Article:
Thursday, September 4, 2008

The DMCB Responds to Dr. Marcia Angell's JAMA Editorial About Pharma Research & the Creation of an Institute: Open Source is Better

In the Sept 3 issue of JAMA, former New England Journal of Medicine (NEJM) Editor in Chief Marcia Angell editorialized about the effect of the pharmaceutical industry on U.S. medical care with a special emphasis on published research. After ticking off the usual litany of recent conflict-of-interest author sins including ghost-writing, stock options and speaker fees, Dr. Angells turned the spotlight on the published research itself, made faux thanks to spin, bias, and data suppression. She concluded that physicians can no longer trust peer review journals. Then she made a curious, if understandable, recommendation: the creation of an ‘institute for prescription drug trials.’

Hmm. The Disease Management Care Blog suspects this is akin to proposals for the Feds to establish a center for comparative effectiveness research. The DMCB knows many physicians are distrustful of blunt, oversized & unwieldy ‘solutions’ designed by otherwise well-meaning experts. Think FDA and you’ll understand the caution over the merits of more federally owned or sponsored institutes/centers.

The DMCB would like to offer a contrarian viewpoint on how to get from here (a broken system) to there (a higher likelihood of discerning the truth in clinical research trials).

Rather than ‘compact’ the storage, analysis, interpretation and reporting of data from drug trials, the DMCB recommends open sourcing it. In other words, following publication, post the original data from the trials in a downloadable flat file on the internet. Let anyone access it and let anyone offer up a similar or different interpretation.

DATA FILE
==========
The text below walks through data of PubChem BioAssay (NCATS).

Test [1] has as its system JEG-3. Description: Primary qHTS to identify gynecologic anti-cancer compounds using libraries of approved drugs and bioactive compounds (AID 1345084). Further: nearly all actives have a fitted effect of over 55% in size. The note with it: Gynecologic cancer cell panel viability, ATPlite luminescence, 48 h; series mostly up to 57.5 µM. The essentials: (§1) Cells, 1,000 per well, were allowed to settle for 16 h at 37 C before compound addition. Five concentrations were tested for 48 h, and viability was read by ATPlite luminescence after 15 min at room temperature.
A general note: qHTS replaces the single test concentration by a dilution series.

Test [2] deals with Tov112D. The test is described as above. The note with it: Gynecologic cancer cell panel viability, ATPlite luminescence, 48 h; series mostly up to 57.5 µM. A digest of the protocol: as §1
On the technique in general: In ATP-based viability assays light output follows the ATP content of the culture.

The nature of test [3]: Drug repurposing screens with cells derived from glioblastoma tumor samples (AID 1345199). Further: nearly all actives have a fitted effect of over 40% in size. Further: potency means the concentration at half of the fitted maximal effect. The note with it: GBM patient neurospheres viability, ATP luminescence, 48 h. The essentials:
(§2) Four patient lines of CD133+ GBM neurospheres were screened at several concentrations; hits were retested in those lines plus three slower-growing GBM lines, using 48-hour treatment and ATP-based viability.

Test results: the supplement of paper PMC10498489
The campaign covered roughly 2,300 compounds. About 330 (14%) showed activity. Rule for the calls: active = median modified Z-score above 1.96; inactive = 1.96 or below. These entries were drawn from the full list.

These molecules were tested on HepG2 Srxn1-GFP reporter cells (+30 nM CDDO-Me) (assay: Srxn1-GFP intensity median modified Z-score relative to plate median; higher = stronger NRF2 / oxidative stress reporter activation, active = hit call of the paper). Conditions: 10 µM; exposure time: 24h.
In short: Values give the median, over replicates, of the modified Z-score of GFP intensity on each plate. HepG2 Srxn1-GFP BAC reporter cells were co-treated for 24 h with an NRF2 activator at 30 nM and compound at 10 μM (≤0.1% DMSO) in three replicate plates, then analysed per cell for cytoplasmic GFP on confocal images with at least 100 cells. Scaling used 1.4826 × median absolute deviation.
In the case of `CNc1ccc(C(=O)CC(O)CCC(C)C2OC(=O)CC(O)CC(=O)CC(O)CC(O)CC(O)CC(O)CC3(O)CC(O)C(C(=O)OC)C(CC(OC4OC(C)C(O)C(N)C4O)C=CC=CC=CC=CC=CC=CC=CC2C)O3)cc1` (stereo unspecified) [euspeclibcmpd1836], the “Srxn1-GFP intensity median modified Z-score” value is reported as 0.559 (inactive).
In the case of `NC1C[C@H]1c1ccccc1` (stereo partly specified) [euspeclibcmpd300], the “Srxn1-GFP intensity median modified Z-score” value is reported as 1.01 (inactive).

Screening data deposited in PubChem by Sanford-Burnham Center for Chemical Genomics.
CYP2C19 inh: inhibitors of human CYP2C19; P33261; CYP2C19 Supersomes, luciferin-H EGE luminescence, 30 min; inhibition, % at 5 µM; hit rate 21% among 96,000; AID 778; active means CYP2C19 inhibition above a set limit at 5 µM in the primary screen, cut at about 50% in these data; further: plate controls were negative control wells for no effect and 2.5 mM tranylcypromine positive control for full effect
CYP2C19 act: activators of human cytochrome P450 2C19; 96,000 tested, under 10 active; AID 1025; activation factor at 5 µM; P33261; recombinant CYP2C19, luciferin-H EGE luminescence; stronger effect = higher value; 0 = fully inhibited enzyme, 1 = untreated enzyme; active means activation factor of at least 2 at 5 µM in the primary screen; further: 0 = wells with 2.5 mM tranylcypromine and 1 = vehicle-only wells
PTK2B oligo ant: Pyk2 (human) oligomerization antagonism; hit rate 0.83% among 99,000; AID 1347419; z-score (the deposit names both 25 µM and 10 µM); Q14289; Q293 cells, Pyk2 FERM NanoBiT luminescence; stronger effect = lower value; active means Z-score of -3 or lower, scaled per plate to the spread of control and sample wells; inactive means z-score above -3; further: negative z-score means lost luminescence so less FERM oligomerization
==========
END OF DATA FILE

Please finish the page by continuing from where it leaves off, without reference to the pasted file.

Advantages include:

Far many more experts, both professional and amateur alike, will be able to openly and far more thoroughly vet the researchers’ original conclusions. The expertise of volunteer crowds has already been put to good use by Procter & Gamble, IBM and NASA. Think academics or amateur statisticians with down analytic time and little hope otherwise of getting into JAMA or the NEJM wont jump at the chance at being the one to find an otherwise missed clinically and statistically significant correlation? Think again.

This is a far more efficient – i.e., speedy, cheaper and reliable – approach than relying on an ‘institute.’ Given the track record of similarly contrived academic, governmental and bureaucratic central planning, the DMCB would rather rely on the increasing sophistication of today’s information markets to sort fact from spin. It’ll cost little and can start tomorrow. Make that today.

Allegations of flawed or biased conclusions, intentional or not, will be mitigated. This is a far better way for all parties, including the print journals, to promote transparency and demonstrate a commitment to getting to the truth. The DMCB suspects consumers will be more likely to trust the public domain than an FDA-clone institute. Think juries in New Jersey or Texas won’t pay attention? Well, maybe not, but it can’t hurt. As for the physician community, we’ve been accused of being saps when it comes to pharmas’ trickery. Open source the data and there are many of us that will show you otherwise.